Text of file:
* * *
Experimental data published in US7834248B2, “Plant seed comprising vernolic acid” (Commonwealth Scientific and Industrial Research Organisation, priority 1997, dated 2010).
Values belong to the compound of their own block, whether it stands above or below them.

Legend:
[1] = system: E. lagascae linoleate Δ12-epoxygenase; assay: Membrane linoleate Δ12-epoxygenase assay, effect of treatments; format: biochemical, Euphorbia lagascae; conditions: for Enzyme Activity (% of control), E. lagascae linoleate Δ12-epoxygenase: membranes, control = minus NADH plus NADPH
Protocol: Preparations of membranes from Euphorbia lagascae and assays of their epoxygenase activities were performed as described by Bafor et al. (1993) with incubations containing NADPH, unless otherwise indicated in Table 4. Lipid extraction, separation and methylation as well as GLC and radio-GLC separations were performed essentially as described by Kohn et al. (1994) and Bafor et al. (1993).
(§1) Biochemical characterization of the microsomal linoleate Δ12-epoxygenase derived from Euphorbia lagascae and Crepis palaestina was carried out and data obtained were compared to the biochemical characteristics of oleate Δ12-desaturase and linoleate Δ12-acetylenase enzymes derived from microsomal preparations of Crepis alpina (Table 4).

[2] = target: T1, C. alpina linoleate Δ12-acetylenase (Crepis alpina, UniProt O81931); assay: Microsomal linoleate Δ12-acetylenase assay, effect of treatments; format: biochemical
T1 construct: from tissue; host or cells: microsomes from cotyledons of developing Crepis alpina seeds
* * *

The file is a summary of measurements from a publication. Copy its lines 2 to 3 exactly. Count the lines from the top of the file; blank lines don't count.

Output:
Values belong to the compound of their own block, whether it stands above or below them.

Legend: